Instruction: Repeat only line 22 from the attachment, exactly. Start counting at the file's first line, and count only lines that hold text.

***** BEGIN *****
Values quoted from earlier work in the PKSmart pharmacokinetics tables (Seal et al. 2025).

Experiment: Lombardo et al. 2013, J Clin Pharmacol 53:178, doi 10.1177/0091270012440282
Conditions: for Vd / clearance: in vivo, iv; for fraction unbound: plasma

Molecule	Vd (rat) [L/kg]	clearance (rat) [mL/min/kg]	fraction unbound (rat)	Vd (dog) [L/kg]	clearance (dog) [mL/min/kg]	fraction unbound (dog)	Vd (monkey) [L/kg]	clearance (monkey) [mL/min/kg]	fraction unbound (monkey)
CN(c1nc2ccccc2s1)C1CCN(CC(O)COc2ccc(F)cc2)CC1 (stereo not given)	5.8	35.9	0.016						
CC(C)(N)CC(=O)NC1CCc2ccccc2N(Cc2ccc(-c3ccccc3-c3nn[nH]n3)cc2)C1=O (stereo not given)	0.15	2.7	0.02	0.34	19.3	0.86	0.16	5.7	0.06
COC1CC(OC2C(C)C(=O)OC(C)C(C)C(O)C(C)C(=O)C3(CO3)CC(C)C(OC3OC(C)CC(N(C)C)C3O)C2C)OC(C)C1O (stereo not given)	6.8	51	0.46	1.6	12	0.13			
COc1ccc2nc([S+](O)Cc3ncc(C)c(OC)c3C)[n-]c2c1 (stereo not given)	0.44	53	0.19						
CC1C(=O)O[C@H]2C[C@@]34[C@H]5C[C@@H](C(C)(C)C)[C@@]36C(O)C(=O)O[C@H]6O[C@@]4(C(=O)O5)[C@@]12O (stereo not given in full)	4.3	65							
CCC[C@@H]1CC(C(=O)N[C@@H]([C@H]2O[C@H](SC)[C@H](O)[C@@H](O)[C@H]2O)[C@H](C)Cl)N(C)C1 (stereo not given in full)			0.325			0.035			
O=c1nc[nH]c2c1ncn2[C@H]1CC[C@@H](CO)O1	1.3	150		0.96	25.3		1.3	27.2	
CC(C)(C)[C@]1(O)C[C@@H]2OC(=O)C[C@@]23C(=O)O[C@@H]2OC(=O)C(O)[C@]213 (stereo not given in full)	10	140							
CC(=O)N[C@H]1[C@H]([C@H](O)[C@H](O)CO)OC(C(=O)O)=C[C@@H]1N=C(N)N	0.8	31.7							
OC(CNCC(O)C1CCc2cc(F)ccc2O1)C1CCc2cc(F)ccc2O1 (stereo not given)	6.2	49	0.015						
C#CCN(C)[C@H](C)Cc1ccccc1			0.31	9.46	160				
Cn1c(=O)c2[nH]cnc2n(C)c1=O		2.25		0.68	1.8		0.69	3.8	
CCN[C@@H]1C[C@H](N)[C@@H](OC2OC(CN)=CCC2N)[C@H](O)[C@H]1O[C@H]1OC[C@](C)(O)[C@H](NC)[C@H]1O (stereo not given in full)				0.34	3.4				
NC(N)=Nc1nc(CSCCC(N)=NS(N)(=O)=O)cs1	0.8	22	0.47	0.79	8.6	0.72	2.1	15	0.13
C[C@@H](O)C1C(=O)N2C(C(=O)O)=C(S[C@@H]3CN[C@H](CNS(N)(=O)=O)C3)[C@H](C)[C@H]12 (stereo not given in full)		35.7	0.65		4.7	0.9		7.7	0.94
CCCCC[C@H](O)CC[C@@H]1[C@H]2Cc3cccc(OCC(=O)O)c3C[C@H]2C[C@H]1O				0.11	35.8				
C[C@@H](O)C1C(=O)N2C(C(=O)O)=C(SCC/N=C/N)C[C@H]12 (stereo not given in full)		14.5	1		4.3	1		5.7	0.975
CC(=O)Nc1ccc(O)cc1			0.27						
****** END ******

CC(=O)Nc1ccc(O)cc1			0.27						